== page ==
Quick Update

I’ve healed from the lumpectomy fantastically. Now on to next steps. There are so many options in the current world of breast cancer and I am delirious that it’s 2017 and I get to design the path that’s right for me. I did a full intake with Dr. Kelly (naturopath) and she designed a protocol that will maximize my body’s natural ability to fight off disease and minimize effects of the conventional medicine that makes sense for me. I take a number of supplements each day, including curcumin, seaweed, mushrooms, Vitamin D, Vitamin B, Fish Oil, probiotics, flax seed and melatonin. I’m practicing meditation, yoga and saying no. Of particular importance for me is I’m learning to stop covering my vulnerability and uncertainty with distraction. But the tasks I use for distraction make me successful, I argue. They also keep you from being in touch with yourself and truly finding your piece. I’ve lived my entire adult life in stressful jobs. Hypervigilance, adrenaline dumps and imbalanced cortisol has been my normal. It’s quite possible it’s contributed to my getting cancer at 41. Now I’m being asked to recognize that this physical/mental/emotional state is not normal. It is not my body at balance. I’m having to slough off these layers of self-protection and it’s super uncomfortable. I’ll speak more to this personal journey later.

Radiation. That’s the next step. If I would have chosen a mastectomy, radiation might not have been necessary. But, I chose breast conservation surgery (lumpectomy) and that goes hand in hand with radiation. This will sterilize the entire breast area and the sentinel lymph nodes. Basically, if there are any micro-cancers hanging out in there, they will be eliminated as well as their pathway into my system. Is this risk free, obviously not. It’s radiation after all. It’s like a high-powered x-ray directed meticulously at one area mindful of decreasing exposure to other areas. Thankfully, my cancer is in my right breast which eliminates exposure to my heart. It does not, however, eliminate exposure to my right lung. I’ll talk more about the radiation later as well. This was supposed to be a quick update lol.

I met with the radiation doctor at Willamette Valley Cancer Institute. She was magnificent. A competent, intelligent, compassionate, knowledgeable, beautiful woman around my age. She knew things, answered all my questions down to the most hypothetical and was willing to give professional and personal advice. I start 10/23. I have EMS World in Vegas to go to 10/15-10/21. I DID not want to miss this. All my EMT CEUs, a focus on community paramedic programs and an entire tract on event medicine!!! I’m going to be there. So, on my oldest son’s 22nd birthday I begin a 30 minute a day, 5 day a week, 6 week course to cement myself as the eminent Willamette Valley Radioactive Unicorn. Until then, I’m continuing to conquer the world (but not just to distract myself).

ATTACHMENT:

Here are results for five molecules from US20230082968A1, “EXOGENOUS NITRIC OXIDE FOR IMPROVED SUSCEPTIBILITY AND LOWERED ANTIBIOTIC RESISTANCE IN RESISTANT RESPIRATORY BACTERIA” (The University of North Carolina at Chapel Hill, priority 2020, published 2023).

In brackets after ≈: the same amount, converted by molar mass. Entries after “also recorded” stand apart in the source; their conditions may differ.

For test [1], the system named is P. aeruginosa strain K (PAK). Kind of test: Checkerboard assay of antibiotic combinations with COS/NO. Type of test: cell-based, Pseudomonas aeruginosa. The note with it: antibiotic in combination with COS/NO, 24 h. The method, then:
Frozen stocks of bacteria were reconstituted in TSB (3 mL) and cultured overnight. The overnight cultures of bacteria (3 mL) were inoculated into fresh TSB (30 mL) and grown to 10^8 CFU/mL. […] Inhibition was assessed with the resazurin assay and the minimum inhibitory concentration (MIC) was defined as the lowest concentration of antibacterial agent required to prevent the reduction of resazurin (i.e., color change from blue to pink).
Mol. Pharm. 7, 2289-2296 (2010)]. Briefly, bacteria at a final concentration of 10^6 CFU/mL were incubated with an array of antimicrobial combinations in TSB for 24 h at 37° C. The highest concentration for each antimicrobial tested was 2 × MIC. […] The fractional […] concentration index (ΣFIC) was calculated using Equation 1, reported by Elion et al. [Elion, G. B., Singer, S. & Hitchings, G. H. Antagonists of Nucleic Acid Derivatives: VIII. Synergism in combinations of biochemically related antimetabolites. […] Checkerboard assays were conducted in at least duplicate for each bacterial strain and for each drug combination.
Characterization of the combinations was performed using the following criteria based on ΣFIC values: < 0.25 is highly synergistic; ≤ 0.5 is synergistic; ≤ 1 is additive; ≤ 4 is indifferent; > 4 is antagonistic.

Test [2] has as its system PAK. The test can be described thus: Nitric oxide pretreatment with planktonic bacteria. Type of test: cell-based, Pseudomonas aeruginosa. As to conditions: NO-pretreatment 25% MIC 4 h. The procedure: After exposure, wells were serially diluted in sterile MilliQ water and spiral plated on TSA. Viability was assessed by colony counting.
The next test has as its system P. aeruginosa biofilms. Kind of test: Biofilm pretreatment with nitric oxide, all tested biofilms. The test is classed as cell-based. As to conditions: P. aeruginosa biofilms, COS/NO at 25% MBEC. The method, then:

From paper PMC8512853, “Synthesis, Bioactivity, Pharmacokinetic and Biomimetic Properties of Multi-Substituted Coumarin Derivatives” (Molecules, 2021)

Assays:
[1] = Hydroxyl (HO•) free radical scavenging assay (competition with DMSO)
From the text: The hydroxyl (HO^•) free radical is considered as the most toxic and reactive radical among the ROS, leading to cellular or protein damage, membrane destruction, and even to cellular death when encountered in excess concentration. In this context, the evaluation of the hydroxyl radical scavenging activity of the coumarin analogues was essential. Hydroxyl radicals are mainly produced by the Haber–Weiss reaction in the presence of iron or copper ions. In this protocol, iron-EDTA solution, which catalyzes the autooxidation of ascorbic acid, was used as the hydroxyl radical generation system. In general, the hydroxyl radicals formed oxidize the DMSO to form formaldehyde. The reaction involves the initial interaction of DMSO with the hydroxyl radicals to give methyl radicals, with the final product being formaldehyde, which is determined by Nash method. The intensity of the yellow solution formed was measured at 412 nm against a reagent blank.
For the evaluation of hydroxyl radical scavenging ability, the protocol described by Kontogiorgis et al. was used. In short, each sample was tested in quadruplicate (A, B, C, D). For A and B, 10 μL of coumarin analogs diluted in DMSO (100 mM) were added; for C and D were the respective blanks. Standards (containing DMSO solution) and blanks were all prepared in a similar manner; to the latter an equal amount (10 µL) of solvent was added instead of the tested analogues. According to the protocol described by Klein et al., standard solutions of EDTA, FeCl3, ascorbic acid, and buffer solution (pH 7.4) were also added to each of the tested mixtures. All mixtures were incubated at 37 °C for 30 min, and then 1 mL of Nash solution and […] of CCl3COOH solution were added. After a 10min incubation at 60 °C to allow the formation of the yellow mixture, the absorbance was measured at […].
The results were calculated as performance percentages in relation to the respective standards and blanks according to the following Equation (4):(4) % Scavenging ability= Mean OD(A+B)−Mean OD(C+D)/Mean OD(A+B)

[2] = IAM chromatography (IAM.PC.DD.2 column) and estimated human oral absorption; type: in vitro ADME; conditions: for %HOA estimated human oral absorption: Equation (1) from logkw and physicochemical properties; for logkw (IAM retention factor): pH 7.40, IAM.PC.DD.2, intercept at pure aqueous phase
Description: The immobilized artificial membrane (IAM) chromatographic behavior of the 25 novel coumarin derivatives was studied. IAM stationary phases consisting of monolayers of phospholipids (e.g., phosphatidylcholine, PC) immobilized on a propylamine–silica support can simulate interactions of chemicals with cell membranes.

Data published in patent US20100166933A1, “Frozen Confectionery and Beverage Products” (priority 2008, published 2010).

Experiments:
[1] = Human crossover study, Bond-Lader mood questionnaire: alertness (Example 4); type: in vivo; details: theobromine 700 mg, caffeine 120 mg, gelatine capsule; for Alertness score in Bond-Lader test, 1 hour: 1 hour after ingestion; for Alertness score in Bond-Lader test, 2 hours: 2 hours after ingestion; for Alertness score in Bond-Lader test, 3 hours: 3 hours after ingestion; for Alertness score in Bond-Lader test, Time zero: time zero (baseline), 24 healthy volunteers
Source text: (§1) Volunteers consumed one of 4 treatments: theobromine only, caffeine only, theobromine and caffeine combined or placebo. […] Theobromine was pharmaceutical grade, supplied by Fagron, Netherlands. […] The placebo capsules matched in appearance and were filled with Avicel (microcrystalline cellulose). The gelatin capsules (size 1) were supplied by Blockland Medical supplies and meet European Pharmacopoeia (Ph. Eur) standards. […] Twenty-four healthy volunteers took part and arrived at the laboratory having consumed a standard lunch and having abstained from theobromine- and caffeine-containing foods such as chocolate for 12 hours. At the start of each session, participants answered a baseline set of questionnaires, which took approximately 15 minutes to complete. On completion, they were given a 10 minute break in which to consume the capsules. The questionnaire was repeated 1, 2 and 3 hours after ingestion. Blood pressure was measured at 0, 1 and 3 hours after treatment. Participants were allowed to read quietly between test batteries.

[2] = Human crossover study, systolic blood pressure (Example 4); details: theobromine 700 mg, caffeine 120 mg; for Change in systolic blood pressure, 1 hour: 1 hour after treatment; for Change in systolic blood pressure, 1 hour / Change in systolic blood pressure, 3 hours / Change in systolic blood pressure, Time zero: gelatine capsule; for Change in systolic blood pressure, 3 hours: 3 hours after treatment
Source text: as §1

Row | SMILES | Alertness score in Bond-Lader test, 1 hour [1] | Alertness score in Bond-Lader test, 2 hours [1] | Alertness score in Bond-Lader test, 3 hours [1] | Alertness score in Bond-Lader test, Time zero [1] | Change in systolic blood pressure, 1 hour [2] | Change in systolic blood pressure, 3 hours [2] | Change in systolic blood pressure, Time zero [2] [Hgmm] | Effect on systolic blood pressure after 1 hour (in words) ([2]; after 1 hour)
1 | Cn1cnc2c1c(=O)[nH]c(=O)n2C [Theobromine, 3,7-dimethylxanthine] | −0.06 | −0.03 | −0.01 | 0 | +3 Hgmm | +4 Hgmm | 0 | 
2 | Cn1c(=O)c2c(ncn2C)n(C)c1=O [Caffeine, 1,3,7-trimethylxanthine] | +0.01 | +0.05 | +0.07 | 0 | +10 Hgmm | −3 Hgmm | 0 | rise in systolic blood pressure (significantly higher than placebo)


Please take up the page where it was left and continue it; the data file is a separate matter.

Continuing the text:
All the Appointments

It’s amazing to think of all the appointments I’ve had since my last update on 8/19. Good thing I have my calendar to remember them all. First appointment was my post-op on 8/23. This appointment was made with Dr. Knapp, the resident doctor that helped Dr. Kwong with my surgery. It was made two weeks ago. The purpose was to see how my surgery was healing up. I also needed to meet with the oncologist. In true VA fashion, general surgery only sees patients on Mondays and Wednesdays and oncology on Thursdays. So, I got to stay another night in Portland for my two 1 hour appointments.

I get to my post op and meet with a very nice PA who looks at me kind of funny when I walk in the room. “What are you doing here?” she says. Then she laughed stating that I was too healthy and she would need to look at my file to figure out what in the world I was doing sitting in front of her. Once she read up on me, she knew why but still determined I was way too healthy to be there. Then she told me that Dr. Knapp wasn’t working that day. Ok, then why was an appointment made with him? Sigh…long story short, she got in touch with Dr. Kwong who was there but couldn’t see me that day. She knew I would be around all evening and into the next day so if she wanted to, I was in Portland. She never did. The PA checked out the surgical sites and was thrilled with their healing. I was cleared to go to oncology. Yay!